Spider-Man actor Tom Holland is throwing his support behind a gay version of the web-slinging superhero.
Asked by the Times if he would be okay with Peter Parker/Spider-Man being gay, Holland said, “Yeah, of course.”
“I can’t talk about the future of the character because honestly I don’t know and it’s out of my hands,” Holland continued. “But I do know a lot about the future of Marvel, and they are going to be representing lots of different people in the next few years.”
He added: “The world isn’t as simple as a straight white guy. It doesn’t end there, and these films need to represent more than one type of person.”
Marvel Studios’ executives have openly said that the studio plans to introduce more diverse superheroes in the next phase of films.
Victoria Alonso, Marvel’s production chief, told Variety in March that the world is “ready” for a gay superhero in the MCU.
“Our entire success is based on people that are incredibly different,” Alonso said, adding, “Why would we only want to be recognized by only one type of person? Our audience is global, is diverse, is inclusive. If we don’t do it that way for them, we will fail.”
She also referenced rumors that Marvel’s upcoming The Eternals film would feature the MCU’s first openly gay hero, saying the studio would “cast the best Eternals cast that we can.”
Reports emerged that the studio was looking for actors “of all ethnicity” and would “prefer the role to go to an openly gay actor.”
Marvel received some LGBTQ backlash earlier this year for featuring the MCU’s first openly gay character in Avengers: Endgame.
Rather than a major moment for LGBTQ inclusion, background character “Grieving Man” was ridiculed for his insignificance — and for being portrayed by one of the film’s heterosexual directors, Joe Russo.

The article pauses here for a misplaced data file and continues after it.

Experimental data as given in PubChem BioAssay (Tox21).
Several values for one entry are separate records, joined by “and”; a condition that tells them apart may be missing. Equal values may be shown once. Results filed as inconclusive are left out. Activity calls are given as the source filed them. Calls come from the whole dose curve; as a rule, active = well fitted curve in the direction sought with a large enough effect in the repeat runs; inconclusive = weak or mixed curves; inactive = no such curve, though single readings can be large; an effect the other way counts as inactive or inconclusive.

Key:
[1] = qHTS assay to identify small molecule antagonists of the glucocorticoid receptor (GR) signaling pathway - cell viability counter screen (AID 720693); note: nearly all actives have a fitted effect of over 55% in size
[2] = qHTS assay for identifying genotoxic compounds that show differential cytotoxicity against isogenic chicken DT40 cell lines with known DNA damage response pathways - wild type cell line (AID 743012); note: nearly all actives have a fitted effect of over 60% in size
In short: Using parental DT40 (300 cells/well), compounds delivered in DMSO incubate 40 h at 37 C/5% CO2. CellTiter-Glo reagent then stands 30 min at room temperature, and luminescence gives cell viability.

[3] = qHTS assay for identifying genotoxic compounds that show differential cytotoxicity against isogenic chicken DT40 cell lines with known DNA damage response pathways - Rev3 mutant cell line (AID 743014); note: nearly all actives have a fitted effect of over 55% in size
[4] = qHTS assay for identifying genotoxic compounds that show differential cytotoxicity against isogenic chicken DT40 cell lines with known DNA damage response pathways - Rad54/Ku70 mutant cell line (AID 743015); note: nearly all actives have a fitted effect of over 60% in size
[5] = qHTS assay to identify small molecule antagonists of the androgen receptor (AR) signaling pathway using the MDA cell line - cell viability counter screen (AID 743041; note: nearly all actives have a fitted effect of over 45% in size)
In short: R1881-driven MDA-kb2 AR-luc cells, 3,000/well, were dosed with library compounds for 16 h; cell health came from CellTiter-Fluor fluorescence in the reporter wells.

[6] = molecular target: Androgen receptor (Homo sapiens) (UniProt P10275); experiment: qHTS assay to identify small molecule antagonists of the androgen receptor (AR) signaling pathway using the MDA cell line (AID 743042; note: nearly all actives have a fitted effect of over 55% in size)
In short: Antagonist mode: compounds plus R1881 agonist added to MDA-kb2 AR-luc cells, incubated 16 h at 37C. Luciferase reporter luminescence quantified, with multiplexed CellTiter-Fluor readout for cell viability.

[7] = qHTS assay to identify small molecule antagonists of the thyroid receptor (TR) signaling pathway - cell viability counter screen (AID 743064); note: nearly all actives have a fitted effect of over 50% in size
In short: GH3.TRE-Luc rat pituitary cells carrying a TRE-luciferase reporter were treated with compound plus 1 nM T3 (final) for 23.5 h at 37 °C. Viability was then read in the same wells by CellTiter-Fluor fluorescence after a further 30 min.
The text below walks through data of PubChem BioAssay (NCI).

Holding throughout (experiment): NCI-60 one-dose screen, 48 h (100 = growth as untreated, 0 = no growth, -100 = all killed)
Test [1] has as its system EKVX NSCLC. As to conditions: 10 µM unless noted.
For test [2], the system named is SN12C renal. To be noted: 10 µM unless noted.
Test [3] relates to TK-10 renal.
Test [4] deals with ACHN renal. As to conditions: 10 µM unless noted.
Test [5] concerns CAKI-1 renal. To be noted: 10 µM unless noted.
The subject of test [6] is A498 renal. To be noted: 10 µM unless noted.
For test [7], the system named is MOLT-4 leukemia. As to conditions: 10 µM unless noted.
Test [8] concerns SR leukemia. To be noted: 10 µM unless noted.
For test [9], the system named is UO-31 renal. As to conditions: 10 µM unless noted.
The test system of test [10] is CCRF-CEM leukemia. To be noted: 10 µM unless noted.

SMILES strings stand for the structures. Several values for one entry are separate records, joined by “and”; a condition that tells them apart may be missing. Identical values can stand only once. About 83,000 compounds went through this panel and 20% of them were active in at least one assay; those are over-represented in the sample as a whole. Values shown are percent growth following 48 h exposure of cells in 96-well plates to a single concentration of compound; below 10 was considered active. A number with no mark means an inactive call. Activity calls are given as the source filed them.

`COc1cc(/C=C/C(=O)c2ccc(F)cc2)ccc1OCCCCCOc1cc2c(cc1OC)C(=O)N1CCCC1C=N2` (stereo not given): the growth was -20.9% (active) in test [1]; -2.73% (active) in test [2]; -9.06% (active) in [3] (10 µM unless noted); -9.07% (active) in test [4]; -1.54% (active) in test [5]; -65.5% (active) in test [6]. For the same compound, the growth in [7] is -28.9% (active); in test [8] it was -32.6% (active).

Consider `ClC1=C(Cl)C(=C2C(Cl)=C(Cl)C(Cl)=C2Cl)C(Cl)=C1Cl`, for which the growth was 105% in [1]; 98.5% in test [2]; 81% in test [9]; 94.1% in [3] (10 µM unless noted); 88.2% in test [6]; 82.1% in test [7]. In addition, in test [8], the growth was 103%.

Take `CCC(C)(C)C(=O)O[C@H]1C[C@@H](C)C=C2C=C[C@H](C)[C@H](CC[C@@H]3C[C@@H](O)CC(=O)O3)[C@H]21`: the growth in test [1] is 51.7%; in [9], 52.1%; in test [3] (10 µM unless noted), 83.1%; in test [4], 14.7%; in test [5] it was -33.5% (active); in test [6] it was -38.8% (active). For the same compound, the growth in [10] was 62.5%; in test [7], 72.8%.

But Marvel Studios seems committed to doing better. Studio president Kevin Feige told io9 last month that “Grieving Man,” included in a group therapy session with Captain America (Chris Evans), was “never meant to be our first focused character. That was just meant to be a matter of fact and a matter of life and a matter of truth.”
“And I liked it that our hero, Steve Rogers, doesn’t blink an eye at that fact,” Feige said. “It is just truth and is heartbreaking for his loss and for the life he’s trying to put back together. It was never meant to be looked at as our first hero. I guess it’s the first reference so it does, of course, get a lot of attention.”
Feige added that the studio hasn’t “been shy about saying that that’s coming and that there’s much more prominent LGBT heroes in the future,” and that it’s “coming soon.”
Brie Larson, titular star of Captain Marvel, also said that she wants better LGBTQ representation in MCU films.
“I don’t understand how you could think that a certain type of person isn’t allowed to be a superhero,” she told Variety in April. “So to me it’s like, we gotta move faster. But I’m always wanting to move faster with this stuff.”